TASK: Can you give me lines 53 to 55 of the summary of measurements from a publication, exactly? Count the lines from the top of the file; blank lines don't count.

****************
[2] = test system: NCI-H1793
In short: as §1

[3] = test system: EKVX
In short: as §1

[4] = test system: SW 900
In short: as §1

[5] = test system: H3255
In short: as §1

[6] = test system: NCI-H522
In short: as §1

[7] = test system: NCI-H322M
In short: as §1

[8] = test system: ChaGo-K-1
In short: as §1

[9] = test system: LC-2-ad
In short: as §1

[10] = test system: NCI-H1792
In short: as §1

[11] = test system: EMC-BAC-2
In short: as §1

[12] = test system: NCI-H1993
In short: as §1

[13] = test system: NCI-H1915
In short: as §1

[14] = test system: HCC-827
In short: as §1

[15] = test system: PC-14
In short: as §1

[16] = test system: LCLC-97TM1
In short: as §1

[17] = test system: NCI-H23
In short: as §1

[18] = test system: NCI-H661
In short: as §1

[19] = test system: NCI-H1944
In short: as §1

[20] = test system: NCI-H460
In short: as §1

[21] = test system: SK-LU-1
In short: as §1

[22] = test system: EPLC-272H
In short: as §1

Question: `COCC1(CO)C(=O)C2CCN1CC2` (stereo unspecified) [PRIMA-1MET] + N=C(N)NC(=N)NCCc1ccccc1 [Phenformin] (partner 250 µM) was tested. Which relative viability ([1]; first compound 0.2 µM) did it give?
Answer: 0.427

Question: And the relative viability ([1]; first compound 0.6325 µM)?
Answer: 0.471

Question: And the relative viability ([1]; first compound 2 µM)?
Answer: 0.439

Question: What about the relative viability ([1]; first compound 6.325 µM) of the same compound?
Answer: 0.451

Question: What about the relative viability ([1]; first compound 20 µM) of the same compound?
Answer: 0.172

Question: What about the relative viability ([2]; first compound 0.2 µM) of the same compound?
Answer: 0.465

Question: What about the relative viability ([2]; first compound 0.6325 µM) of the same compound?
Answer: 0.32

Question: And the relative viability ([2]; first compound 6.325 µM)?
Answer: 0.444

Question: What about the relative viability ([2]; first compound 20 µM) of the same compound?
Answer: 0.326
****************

Question: What about the relative viability ([2]; first compound 0.2 µM) of the same compound?
Answer: 0.465

Question: What about the relative viability ([2]; first compound 0.6325 µM) of the same compound?